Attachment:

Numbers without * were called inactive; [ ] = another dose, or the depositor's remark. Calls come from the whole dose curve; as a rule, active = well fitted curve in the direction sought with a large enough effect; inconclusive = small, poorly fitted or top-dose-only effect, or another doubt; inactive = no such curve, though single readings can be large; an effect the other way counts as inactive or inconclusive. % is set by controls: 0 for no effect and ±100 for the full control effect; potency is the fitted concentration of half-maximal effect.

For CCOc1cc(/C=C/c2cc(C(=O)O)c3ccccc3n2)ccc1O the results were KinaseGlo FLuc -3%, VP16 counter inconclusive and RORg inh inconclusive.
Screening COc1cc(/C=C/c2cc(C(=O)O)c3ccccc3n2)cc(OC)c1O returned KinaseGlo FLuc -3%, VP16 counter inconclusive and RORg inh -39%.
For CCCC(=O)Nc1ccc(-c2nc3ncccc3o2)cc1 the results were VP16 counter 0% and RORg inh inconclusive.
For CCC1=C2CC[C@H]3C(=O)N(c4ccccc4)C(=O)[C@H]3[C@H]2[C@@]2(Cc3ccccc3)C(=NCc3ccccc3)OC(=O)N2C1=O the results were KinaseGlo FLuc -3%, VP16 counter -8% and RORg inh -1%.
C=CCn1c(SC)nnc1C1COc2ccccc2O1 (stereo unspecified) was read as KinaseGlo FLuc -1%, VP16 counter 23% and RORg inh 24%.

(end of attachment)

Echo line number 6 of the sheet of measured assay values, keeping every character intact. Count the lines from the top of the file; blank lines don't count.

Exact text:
C=CCn1c(SC)nnc1C1COc2ccccc2O1 (stereo unspecified) was read as KinaseGlo FLuc -1%, VP16 counter 23% and RORg inh 24%.